Monterey Classic Car Week 2014 is over.

You’ll be able to read the complete auction results in an upcoming issue of SCM, along with reports on the concours and gatherings.

For collectors, the most awaited moment was when the 250 GTO crossed the block at Bonhams on Thursday night. Some media fantasizers had predicted a final price in excess of $70m. Others said that if it didn’t hit $50m it would be called “a flop,” and the market would collapse as a result. Here’s the backstory.

From the moment the car was unveiled at Bonhams’ New Bond Street headquarters in London, insiders at that company thought the GTO would hammer right around $35m.

They were extremely realistic in assessing the market value of the car, and, based on its provenance, thought that it was in the middle of the pack.

The hammer was at just over $34m, with a final price all in of $38.1m.

A blow to the market? Hardly. Before the Sunday night Gooding auction and the close of the Rick Cole auction, total weekend sales were already over $350m, compared to the $308m overall total of 2013. The market continues to be strong.

The Week in Review

I arrived in Monterey on Tuesday, shot 13 cars for the 2015 season of What’s My Car Worth? on Wednesday, participated in a forum on collecting at Pebble Beach with Wayne Carini on Thursday and watched the GTO sell on Thursday night. After the sale, I attended a dinner hosted by BMW.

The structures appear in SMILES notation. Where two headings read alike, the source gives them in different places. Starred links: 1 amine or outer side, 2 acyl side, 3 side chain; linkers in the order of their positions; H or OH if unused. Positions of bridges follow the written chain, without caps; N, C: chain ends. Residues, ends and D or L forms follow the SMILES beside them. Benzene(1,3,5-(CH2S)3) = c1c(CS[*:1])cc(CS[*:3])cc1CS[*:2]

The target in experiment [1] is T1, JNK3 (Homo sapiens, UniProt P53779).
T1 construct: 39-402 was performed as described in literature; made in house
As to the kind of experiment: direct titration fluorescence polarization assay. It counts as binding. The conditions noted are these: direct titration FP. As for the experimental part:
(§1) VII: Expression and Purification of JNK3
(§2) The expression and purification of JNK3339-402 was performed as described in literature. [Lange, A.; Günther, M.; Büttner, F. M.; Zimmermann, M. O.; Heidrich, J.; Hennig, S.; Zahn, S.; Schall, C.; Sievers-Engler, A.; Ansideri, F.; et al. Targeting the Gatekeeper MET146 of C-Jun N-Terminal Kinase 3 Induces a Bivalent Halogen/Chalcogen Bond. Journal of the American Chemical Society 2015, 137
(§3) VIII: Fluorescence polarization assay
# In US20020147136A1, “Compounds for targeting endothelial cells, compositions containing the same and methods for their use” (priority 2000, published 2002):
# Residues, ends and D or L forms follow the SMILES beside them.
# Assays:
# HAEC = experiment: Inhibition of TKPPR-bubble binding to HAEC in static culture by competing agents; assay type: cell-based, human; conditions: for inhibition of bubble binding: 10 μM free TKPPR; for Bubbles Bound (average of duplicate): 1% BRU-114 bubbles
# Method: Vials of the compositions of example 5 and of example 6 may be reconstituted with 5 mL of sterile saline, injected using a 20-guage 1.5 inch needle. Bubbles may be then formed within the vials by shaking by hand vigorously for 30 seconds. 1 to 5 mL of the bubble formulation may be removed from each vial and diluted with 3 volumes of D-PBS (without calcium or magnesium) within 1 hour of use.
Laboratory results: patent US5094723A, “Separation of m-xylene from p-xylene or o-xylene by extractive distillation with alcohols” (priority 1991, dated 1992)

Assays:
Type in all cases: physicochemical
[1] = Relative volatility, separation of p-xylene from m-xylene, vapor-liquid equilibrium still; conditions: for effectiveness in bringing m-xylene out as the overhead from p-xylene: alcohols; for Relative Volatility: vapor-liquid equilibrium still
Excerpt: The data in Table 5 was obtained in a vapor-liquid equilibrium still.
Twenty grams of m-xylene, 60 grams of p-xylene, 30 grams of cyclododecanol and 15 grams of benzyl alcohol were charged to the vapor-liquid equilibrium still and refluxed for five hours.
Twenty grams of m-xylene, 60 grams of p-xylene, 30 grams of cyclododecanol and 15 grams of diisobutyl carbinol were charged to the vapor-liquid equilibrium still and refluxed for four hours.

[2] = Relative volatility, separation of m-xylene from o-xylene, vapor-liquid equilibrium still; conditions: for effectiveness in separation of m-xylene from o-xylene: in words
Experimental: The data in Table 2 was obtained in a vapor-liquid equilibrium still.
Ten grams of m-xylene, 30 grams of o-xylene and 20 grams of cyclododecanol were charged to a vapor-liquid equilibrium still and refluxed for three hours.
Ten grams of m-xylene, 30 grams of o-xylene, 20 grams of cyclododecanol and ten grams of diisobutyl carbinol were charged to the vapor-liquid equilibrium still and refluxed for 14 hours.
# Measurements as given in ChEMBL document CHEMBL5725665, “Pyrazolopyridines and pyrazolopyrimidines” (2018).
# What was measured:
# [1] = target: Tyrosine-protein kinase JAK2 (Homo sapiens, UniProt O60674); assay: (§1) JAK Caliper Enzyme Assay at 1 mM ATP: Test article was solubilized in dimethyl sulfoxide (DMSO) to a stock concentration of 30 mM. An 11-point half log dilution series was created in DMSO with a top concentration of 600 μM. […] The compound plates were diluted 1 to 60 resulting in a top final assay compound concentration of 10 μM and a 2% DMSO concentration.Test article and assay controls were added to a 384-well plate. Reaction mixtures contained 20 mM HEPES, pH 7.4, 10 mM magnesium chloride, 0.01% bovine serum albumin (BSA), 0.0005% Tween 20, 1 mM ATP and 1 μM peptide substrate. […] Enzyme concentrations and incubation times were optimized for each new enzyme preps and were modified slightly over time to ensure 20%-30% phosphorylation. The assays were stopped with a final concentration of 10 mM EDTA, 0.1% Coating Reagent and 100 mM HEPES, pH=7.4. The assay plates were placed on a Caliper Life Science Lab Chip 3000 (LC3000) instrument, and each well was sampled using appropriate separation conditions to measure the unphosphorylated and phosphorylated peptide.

I spent Friday as emcee of the delightful Legends of the Autobahn concours, which featured Audi, BMW and Mercedes. Our 13th annual Monterey Insider’s Seminar took place on Saturday morning and was a huge success. Miles Collier’s keynote address, “Preserve or Restore – Three Tipping Points to Consider,” was thoughtful as well as entertaining. The standing-room-only crowd was engaged and attentive. That night, I attended the Mercedes dinner at Pebble and spent time chatting with Jay Leno about cars and collecting.

I zipped from there (in the M6 that BMW provided) to Concorso Italiano, where I was the emcee, ably assisted by Myles H. Kitchen. The new location (at The Bayonet & Blackhorse golf course), combined with the new day (Saturday, instead of Friday), made this the most successful Concorso yet.

Sunday, SCMers Michael Pierce and Allen Stephens joined me for a visit to the Pebble Beach Concours first thing, when there was still space around each car. I chatted with SCMer Jon Shirley, whose Ferrari 375 MM, with custom coachwork by Scaglietti, won the coveted Best of Show trophy. It is the first time a post-WWII car has been awarded this prize.The car is pictured above.

Then it was off to Gooding, where sales continued to be strong, even though the star car of the night, the three-seat 1966 Ferrari 365 P Berlinetta Speciale, failed to sell at a high bid of $22.5m.

I’ve posted over 250 photos on FaceBook to give you a first-hand look at Monterey Classic Car Week from my bird’s-eye view. I appreciated the chance to meet so many new people and to renew relationships with so many SCMers. Our world is all about the people, along with the cars they love.

And I’ve just booked my rooms for 2015.


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